Download
how geographers look at the world n.
Skip this Video
Loading SlideShow in 5 Seconds..
How Geographers look at the world PowerPoint Presentation
Download Presentation
How Geographers look at the world

How Geographers look at the world

282 Vues Download Presentation
Télécharger la présentation

How Geographers look at the world

- - - - - - - - - - - - - - - - - - - - - - - - - - - E N D - - - - - - - - - - - - - - - - - - - - - - - - - - -
Presentation Transcript

  1. How Geographers look at the world Chapter 1

  2. Chapter 1, Section 1 • Globes and Maps: Projections • Determining Location: • Latitude • Longitude • Global Grid (absolute location) • Hemispheres • Reading a Map • Physical Maps • Political Maps • Thematic Maps

  3. Globes and Maps • The Earth is a 3-Dimensional sphere. We also call this a globe. • A map is 2-Dimensional. A map allows us to make sense of a 3-D globe on a 2-D piece of paper.

  4. Longitude and Latitude • We use longitude and latitude to determine location • Together they make up the grid system. A grid is a box (square) on a map. • For latitude, think “flat” lines • The Equator is a line of latitude. It is zero degrees latitude. • For longitude, think “long” lines • The Prime Meridian is a line of longitude. It is zero degrees longitude.

  5. Great Circle routes • Going from Miami to London • A straight line on a map is not the fastest route. • A straight line on a globe is the fastest route. • When you draw a straight line on a globe, it appears to bend on a map

  6. Projections: Planar Projection • When the Earth just looks like a circle • Most accurate at the center. The further out we look, the more elongated things get • Think “Plane” (a flat surface)

  7. Projections: Cylindrical Projection • When the globe is turned into a rectangle • Most accurate at the equator, and least accurate at the poles • Antarctica is not that big • Think “Cylinder”

  8. Projections: Conic Projection • Similar to a planar projection • More accurate when indicating distances and directions • Think “Cone”

  9. Other Projections WinkelTripel Projection Goode’s Projections Mercator Projection Robinson Projection

  10. Hemispheres • The Earth is divided into four hemispheres: • Northern Hemisphere • Southern Hemisphere • Eastern Hemisphere • Western Hemisphere

  11. The four hemispheres

  12. Reading a Map Compass Rose Cardinal Directions Intermediate Directions Scale Bar Key Boundary Lines Cities/Capitals

  13. Small-Scale Maps, Large-Scale Maps Small-Scale Map Large-Scale Map In a small-scale map, the Eiffel Tower looks small. In a large-scale map, the Eiffel Tower looks large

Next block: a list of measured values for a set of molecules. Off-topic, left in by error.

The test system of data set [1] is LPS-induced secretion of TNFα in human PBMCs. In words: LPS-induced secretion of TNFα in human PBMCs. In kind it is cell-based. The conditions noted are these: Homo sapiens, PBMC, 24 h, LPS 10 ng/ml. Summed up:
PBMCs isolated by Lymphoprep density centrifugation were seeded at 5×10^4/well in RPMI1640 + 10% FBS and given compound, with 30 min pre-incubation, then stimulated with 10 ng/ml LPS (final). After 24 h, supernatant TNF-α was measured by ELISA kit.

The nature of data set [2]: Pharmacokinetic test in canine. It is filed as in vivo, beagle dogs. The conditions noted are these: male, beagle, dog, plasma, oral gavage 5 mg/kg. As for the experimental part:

14. Maps • There are three main types of maps: • Physical Maps: which shows Earth’s physical features (lakes, mountains, etc.) • Political Maps: which shows boundaries, cities, and states (helps with politics) • Thematic Maps: which is basically every other type of map. These maps have themes, and can help illustrate anything.

  15. Physical Map

  16. Political Map

  17. Thematic Map Qualitative Map: symbols and colors Flow-line Map: illustrate movement

  18. Chapter 1, Section 2 • Why is it important to understand geography? • Elements of Geography • Absolute Location and Relative Location • Place and Regions • Physical Systems and Human Systems (pretty much what this class is about) • Research Methods • The Bigger Picture of Geography • Geography as a Career

  19. Why is it important to understand geography?

  20. Elements of geography • Absolute Location: Exactly where something is located. • Global Address • Relative Location: Where something is compared to where something else is.

  21. Place and regions • Place: A particular space • Regions: Areas with similar characteristics • Formal Region: A region that has a common characteristic throughout • The Great Plains • Remembering: Collegiate Greeks want to throw a “Formal” in The Great Plains • Functional Region: A region that has a central place, with surroundings linked to it • Pretty much any city in the world (Metropolis and the suburbs) • Remembering: Washington, D.C. is dys”function”al • Perceptual Region: A region based on perception (ideas and feelings) • The Bible Belt • What is your “perception” of the South?

  22. Physical Systems and human Systems • Physical Geography: Earth’s physical features • What does the Earth look like here? • An ecosystem is a community of plants and animals that depend on one another for survival • Human Geography: Earth’s cultural features • What do the people do here? What do they eat? • Movement: The spread of people, goods, and ideas • Human-environment interaction: exactly what the name suggests.

  23. Research methods • Direct Observation: look around • Mapping: How do you illustrate the land on paper? You make a map. Designing and making maps = cartography • Interviewing: asking people questions about what they know. • You get dropped off in the middle of Africa. You don’t really know where you are, but there are a lot of people. What do you do? • Bizarre Foods • Analyzing Statistics: the easiest way for us to learn about another place • Rainfall, average temperature, etc. • Using Technology: Combining statistics with technology paints an even better picture • Geographic Information Systems (GIS): computer tools that process and organize data and satellite images with other types of information gathered by geographers and scientists

  24. Geography: The Bigger Picture Geography has an effect on: • Past Environments: What did Florida look like 1 million years ago? • Politics: John Boehner’s opinion on global warming • Society and Culture: A society and its culture is largely based on its surroundings • Economies: How are locations chosen for economic activities?